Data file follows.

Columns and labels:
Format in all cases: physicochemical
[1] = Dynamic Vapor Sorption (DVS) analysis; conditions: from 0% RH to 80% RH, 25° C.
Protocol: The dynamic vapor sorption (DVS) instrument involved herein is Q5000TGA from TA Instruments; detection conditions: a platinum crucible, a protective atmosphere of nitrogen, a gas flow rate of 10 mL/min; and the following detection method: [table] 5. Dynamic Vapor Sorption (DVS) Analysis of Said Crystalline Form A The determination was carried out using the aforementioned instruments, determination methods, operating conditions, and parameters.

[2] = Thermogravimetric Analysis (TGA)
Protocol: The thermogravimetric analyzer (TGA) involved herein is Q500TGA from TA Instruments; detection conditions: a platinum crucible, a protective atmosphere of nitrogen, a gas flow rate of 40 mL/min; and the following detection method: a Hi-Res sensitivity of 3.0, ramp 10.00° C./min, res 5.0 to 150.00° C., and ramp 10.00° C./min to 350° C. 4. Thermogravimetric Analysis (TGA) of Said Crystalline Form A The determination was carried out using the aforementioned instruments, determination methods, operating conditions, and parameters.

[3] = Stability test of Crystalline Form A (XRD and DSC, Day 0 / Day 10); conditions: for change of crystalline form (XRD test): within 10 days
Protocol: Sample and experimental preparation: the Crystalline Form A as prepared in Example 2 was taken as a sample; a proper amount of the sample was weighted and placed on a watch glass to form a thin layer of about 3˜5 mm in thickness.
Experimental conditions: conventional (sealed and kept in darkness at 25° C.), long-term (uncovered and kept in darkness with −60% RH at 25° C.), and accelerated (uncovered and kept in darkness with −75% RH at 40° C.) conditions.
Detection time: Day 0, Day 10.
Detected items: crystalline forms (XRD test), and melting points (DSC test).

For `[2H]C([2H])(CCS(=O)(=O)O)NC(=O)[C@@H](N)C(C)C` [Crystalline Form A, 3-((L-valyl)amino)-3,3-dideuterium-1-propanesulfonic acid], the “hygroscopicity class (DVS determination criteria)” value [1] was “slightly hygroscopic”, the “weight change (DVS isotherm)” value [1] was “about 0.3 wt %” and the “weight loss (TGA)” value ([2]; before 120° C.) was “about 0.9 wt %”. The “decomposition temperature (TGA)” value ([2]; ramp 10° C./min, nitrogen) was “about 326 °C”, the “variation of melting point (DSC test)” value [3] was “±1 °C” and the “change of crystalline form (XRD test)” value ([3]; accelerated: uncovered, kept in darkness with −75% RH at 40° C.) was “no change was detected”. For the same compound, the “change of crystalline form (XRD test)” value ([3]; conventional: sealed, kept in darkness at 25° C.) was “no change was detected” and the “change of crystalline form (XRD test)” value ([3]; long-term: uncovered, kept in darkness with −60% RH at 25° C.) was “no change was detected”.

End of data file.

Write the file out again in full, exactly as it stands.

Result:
Columns and labels:
Format in all cases: physicochemical
[1] = Dynamic Vapor Sorption (DVS) analysis; conditions: from 0% RH to 80% RH, 25° C.
Protocol: The dynamic vapor sorption (DVS) instrument involved herein is Q5000TGA from TA Instruments; detection conditions: a platinum crucible, a protective atmosphere of nitrogen, a gas flow rate of 10 mL/min; and the following detection method: [table] 5. Dynamic Vapor Sorption (DVS) Analysis of Said Crystalline Form A The determination was carried out using the aforementioned instruments, determination methods, operating conditions, and parameters.

[2] = Thermogravimetric Analysis (TGA)
Protocol: The thermogravimetric analyzer (TGA) involved herein is Q500TGA from TA Instruments; detection conditions: a platinum crucible, a protective atmosphere of nitrogen, a gas flow rate of 40 mL/min; and the following detection method: a Hi-Res sensitivity of 3.0, ramp 10.00° C./min, res 5.0 to 150.00° C., and ramp 10.00° C./min to 350° C. 4. Thermogravimetric Analysis (TGA) of Said Crystalline Form A The determination was carried out using the aforementioned instruments, determination methods, operating conditions, and parameters.

[3] = Stability test of Crystalline Form A (XRD and DSC, Day 0 / Day 10); conditions: for change of crystalline form (XRD test): within 10 days
Protocol: Sample and experimental preparation: the Crystalline Form A as prepared in Example 2 was taken as a sample; a proper amount of the sample was weighted and placed on a watch glass to form a thin layer of about 3˜5 mm in thickness.
Experimental conditions: conventional (sealed and kept in darkness at 25° C.), long-term (uncovered and kept in darkness with −60% RH at 25° C.), and accelerated (uncovered and kept in darkness with −75% RH at 40° C.) conditions.
Detection time: Day 0, Day 10.
Detected items: crystalline forms (XRD test), and melting points (DSC test).

For `[2H]C([2H])(CCS(=O)(=O)O)NC(=O)[C@@H](N)C(C)C` [Crystalline Form A, 3-((L-valyl)amino)-3,3-dideuterium-1-propanesulfonic acid], the “hygroscopicity class (DVS determination criteria)” value [1] was “slightly hygroscopic”, the “weight change (DVS isotherm)” value [1] was “about 0.3 wt %” and the “weight loss (TGA)” value ([2]; before 120° C.) was “about 0.9 wt %”. The “decomposition temperature (TGA)” value ([2]; ramp 10° C./min, nitrogen) was “about 326 °C”, the “variation of melting point (DSC test)” value [3] was “±1 °C” and the “change of crystalline form (XRD test)” value ([3]; accelerated: uncovered, kept in darkness with −75% RH at 40° C.) was “no change was detected”. For the same compound, the “change of crystalline form (XRD test)” value ([3]; conventional: sealed, kept in darkness at 25° C.) was “no change was detected” and the “change of crystalline form (XRD test)” value ([3]; long-term: uncovered, kept in darkness with −60% RH at 25° C.) was “no change was detected”.